Fold the long sides of the rectangle inward to cover the filling and crimp the edges so that almond-y goodness won’t escape. Curve the rectangle into an “S” shape, and place it on a greased cookie sheet, seam-side down. Then repeat the whole process until the cookie sheets are full. (Do you see why I slept like the dead the night after I did this?) Before baking, prick the letters with a fork every few inches to let steam escape. Brush the tops with beaten egg white, and sprinkle with sugar.

Bake at 400 for 25-30 minutes, until golden brown.

DSCN6154

THERE, I think that’s it. Or, like I said–drive to Pella. The tulips are lovely, and the pastries are readily available.

Farewell for now!

My new favorite book (+ cupcakes)

Way back when, my hometown newspaper used to run a column called “Cooks Around County” (no idea why there is no “the” in that title). Later, it became “Cook’s Corner”. Every week this column featured some pillar of the community who had agreed to share some juicy tidbits about their life and a few of their favorite recipes. Not too long ago, my mom found a couple of binders in which my grandma had saved dozens and dozens of these columns, dating back to the late fifties. She made archival copies of the best ones and organized them into a little spiral bound book. It is, in a word, magnificent.

It’s not so much that I want to make a lot of the recipes. They do not really comport with my general cooking style (i.e. no animals, minimal Jello).

DSCN6073

DSCN6076

DSCN6079

Also, this is as close as the Cooks Around the County ever got to “vegetarian”:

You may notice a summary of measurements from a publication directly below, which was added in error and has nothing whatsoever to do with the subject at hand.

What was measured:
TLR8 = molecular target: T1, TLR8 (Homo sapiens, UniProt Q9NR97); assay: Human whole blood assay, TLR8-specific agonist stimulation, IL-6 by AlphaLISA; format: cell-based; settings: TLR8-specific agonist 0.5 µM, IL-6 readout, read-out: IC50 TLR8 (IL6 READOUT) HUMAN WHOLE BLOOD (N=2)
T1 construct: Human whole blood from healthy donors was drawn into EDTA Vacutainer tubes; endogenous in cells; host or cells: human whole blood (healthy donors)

DSCN6080

No, it’s not the food that makes this such a magnificent compilation. It’s the retro charm, the photos, and the insight into people’s lives through their comments about what they cooked for their families.

DSCN6075

DSCN6078

My Grandma Neva appeared in the column, and shared her no-fail recipe for pumpkin bread.

DSCN6072

Here’s the photo from my mom’s column…

DSCN6094

…and my dad’s, after the world realized men can cook too!

DSCN6090

I wanted to make something straight from one of the columns for this week’s post, but the recipe that sounded best to me used a cake mix and I’m generally not a cake mix kind of girl. So, I put on my retro baking spectacles and did some adapting.

DSCN6082

DSCN6084

RSCN6115

Here’s what I came up with, and the recipe. See you all next time, friends!

DSCN6108

Applesauce Cupcakes (makes a dozen)

  • 2 c. flour
  • 1 tsp baking soda
  • 1/2 tsp cinnamon
  • 1/4 tsp ground cloves
  • 1/4 tsp ground nutmeg
  • 1/4 tsp salt
  • 1/3 c. butter, at room temperature
  • 3/4 c. honey
  • 1 c. applesauce (unsweetened)

Preheat the oven to 350, and grease a 12-cup muffin tin or fill with liners. Using an electric mixer, whip the honey and the butter together for about two minutes. Mix in the applesauce, and then the dry ingredients. Spoon the batter into the pan, filling each cup about 2/3 full. Bake for 18-20 minutes, or until a toothpick inserted in one of the cupcakes comes out clean.

At this point, you have perfectly wholesome applesauce muffins. If you wish, add some cream cheese frosting after they’re completely cool, and CONGRATS! You have slightly-less wholesome applesauce cupcakes. Sprinkle with chopped walnuts if you’re into that. I just eye-balled the ingredients when I made the frosting (sorry), but you’ll need cream cheese, butter, vanilla extract, and confectioners sugar. The vast and mighty internet can give you measurements, I’m sure.

Notes:

  • There are no eggs in this recipe, so I would think these could be easily vegan-ized if you wanted to–swap Earth Balance (or maybe coconut oil?) for the butter and agave nectar or maple syrup for the honey. (And vegan cream cheese frosting for the regular stuff, obviously.)
  • If you’re looking to go the muffin route instead of the cupcake route, consider mixing some chopped walnuts and/or raisins into the batter. You could also swap out some of the white flour for whole wheat.